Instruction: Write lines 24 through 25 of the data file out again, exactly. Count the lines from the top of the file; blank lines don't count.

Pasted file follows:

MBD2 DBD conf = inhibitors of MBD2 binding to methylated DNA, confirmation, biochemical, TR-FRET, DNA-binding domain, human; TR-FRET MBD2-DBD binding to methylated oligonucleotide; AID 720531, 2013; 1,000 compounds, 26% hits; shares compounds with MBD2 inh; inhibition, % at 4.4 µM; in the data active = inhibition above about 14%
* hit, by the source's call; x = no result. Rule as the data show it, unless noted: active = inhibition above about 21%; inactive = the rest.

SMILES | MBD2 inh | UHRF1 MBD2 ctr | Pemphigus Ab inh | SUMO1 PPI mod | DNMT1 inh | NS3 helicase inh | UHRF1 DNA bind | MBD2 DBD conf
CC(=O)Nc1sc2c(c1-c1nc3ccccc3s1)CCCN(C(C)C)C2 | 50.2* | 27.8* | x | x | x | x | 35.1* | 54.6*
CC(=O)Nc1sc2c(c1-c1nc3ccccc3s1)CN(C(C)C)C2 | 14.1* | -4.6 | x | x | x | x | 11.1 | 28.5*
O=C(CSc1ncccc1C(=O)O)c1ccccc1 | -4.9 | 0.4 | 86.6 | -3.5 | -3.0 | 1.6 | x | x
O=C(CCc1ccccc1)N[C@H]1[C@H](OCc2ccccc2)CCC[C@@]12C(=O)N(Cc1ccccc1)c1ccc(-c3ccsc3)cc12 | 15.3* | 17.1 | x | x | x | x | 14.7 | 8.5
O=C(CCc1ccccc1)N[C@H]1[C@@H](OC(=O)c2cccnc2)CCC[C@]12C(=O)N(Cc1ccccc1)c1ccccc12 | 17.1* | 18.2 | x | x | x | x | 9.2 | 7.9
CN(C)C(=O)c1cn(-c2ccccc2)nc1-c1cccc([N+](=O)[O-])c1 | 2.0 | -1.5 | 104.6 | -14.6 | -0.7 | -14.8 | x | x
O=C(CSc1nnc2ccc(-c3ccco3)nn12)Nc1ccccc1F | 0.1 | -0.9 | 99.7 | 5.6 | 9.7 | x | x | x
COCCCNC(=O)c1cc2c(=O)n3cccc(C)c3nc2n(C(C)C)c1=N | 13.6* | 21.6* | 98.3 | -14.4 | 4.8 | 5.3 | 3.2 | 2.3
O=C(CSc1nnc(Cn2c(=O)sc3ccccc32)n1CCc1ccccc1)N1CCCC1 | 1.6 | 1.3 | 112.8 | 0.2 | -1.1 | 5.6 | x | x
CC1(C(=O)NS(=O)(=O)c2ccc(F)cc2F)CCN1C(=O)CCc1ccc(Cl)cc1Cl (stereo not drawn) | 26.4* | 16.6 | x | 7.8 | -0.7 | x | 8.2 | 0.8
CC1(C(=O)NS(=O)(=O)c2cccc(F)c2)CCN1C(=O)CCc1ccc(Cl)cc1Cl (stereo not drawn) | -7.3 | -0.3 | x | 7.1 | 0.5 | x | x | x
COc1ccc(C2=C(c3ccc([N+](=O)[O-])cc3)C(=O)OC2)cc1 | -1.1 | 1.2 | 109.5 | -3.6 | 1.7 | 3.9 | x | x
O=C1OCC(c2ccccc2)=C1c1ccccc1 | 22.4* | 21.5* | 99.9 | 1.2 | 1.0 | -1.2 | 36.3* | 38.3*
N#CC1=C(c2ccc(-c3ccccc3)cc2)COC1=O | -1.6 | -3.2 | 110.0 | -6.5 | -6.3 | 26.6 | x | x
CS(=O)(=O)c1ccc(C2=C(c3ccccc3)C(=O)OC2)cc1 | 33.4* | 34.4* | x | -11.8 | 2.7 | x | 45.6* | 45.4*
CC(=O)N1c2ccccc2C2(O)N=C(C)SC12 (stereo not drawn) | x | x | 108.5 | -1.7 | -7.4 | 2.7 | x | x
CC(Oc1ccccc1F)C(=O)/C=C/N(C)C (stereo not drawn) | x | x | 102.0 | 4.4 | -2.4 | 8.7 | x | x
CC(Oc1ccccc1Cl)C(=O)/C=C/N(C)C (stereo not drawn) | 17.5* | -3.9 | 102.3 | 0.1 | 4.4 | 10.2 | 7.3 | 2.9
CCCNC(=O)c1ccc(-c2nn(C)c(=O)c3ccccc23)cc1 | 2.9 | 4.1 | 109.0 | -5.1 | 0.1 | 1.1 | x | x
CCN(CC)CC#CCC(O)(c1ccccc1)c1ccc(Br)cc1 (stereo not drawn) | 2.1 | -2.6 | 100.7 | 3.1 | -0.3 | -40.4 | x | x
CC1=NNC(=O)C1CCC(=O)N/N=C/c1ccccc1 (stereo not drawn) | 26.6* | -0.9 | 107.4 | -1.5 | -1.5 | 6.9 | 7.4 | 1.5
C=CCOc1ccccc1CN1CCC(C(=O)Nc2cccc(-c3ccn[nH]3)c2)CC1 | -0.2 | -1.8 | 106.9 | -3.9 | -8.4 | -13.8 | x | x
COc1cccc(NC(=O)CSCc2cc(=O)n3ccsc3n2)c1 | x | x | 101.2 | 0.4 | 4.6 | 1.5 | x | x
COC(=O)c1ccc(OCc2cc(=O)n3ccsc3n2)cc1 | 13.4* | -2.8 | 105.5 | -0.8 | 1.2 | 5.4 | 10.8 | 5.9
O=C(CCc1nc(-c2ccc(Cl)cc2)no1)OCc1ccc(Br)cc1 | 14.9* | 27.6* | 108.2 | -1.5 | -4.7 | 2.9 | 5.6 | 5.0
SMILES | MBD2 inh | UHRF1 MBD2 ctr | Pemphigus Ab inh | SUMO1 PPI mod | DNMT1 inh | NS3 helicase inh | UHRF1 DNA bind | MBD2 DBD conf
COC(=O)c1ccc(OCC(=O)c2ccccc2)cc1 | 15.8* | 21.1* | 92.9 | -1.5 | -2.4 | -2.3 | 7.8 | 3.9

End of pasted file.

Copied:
CC1=NNC(=O)C1CCC(=O)N/N=C/c1ccccc1 (stereo not drawn) | 26.6* | -0.9 | 107.4 | -1.5 | -1.5 | 6.9 | 7.4 | 1.5
C=CCOc1ccccc1CN1CCC(C(=O)Nc2cccc(-c3ccn[nH]3)c2)CC1 | -0.2 | -1.8 | 106.9 | -3.9 | -8.4 | -13.8 | x | x